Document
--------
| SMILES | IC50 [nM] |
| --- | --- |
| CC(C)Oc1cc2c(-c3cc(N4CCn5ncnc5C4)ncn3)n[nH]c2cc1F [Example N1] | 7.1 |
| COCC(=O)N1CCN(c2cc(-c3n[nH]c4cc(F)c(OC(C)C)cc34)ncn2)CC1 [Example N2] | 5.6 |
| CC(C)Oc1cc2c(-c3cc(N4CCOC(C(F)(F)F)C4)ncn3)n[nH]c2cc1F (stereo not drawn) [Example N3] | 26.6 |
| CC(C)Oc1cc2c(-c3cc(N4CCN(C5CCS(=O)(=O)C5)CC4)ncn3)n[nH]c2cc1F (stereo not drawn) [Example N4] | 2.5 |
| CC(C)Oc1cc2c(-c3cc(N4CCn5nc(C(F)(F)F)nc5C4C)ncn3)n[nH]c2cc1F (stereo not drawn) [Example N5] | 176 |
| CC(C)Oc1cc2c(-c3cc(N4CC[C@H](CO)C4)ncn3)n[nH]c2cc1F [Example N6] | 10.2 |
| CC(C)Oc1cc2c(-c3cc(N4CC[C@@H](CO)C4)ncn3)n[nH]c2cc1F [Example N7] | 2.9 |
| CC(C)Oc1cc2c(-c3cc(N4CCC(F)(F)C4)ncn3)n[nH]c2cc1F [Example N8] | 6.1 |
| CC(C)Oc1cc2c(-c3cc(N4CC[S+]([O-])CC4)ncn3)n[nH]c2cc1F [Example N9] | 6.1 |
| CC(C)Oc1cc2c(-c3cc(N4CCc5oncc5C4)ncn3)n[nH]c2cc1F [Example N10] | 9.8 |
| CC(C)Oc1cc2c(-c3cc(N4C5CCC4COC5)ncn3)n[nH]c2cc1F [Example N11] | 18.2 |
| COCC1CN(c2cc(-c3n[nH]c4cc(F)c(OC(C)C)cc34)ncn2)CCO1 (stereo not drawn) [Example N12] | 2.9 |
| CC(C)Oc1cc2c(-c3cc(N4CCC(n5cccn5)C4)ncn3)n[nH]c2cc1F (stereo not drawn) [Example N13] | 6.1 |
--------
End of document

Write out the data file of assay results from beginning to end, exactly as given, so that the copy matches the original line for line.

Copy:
| SMILES | IC50 [nM] |
| --- | --- |
| CC(C)Oc1cc2c(-c3cc(N4CCn5ncnc5C4)ncn3)n[nH]c2cc1F [Example N1] | 7.1 |
| COCC(=O)N1CCN(c2cc(-c3n[nH]c4cc(F)c(OC(C)C)cc34)ncn2)CC1 [Example N2] | 5.6 |
| CC(C)Oc1cc2c(-c3cc(N4CCOC(C(F)(F)F)C4)ncn3)n[nH]c2cc1F (stereo not drawn) [Example N3] | 26.6 |
| CC(C)Oc1cc2c(-c3cc(N4CCN(C5CCS(=O)(=O)C5)CC4)ncn3)n[nH]c2cc1F (stereo not drawn) [Example N4] | 2.5 |
| CC(C)Oc1cc2c(-c3cc(N4CCn5nc(C(F)(F)F)nc5C4C)ncn3)n[nH]c2cc1F (stereo not drawn) [Example N5] | 176 |
| CC(C)Oc1cc2c(-c3cc(N4CC[C@H](CO)C4)ncn3)n[nH]c2cc1F [Example N6] | 10.2 |
| CC(C)Oc1cc2c(-c3cc(N4CC[C@@H](CO)C4)ncn3)n[nH]c2cc1F [Example N7] | 2.9 |
| CC(C)Oc1cc2c(-c3cc(N4CCC(F)(F)C4)ncn3)n[nH]c2cc1F [Example N8] | 6.1 |
| CC(C)Oc1cc2c(-c3cc(N4CC[S+]([O-])CC4)ncn3)n[nH]c2cc1F [Example N9] | 6.1 |
| CC(C)Oc1cc2c(-c3cc(N4CCc5oncc5C4)ncn3)n[nH]c2cc1F [Example N10] | 9.8 |
| CC(C)Oc1cc2c(-c3cc(N4C5CCC4COC5)ncn3)n[nH]c2cc1F [Example N11] | 18.2 |
| COCC1CN(c2cc(-c3n[nH]c4cc(F)c(OC(C)C)cc34)ncn2)CCO1 (stereo not drawn) [Example N12] | 2.9 |
| CC(C)Oc1cc2c(-c3cc(N4CCC(n5cccn5)C4)ncn3)n[nH]c2cc1F (stereo not drawn) [Example N13] | 6.1 |